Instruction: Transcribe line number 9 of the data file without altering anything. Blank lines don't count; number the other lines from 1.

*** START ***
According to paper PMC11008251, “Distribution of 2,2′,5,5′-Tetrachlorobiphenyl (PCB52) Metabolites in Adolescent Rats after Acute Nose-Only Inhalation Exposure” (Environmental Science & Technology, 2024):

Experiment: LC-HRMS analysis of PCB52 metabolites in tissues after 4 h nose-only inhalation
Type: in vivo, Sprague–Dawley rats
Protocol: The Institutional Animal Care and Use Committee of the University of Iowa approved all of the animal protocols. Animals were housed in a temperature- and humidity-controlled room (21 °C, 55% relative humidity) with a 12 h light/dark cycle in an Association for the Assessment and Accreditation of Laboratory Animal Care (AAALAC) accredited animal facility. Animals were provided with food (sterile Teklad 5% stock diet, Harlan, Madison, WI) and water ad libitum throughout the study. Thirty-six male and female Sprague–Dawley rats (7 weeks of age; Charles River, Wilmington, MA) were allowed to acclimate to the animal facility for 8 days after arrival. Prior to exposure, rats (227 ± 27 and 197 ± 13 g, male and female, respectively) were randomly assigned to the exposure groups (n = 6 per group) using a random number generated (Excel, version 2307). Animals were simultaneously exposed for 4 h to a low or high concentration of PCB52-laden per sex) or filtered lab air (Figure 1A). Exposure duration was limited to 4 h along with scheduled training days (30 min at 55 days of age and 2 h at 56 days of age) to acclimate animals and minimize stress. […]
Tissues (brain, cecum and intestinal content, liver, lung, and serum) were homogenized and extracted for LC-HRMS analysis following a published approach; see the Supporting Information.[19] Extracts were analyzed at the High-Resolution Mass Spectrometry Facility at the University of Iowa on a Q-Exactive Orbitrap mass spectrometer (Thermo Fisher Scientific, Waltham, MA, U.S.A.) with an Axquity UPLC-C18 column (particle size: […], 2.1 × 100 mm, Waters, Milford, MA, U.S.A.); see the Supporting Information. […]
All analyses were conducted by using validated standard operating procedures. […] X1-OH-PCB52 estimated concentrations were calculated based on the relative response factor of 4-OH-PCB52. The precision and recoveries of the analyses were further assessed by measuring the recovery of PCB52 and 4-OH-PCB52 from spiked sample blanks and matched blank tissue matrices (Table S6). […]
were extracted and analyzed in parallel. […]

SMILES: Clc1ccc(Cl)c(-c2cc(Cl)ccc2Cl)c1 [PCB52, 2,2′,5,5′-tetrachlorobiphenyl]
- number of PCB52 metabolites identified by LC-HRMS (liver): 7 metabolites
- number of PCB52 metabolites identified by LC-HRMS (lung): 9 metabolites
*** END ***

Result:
- number of PCB52 metabolites identified by LC-HRMS (liver): 7 metabolites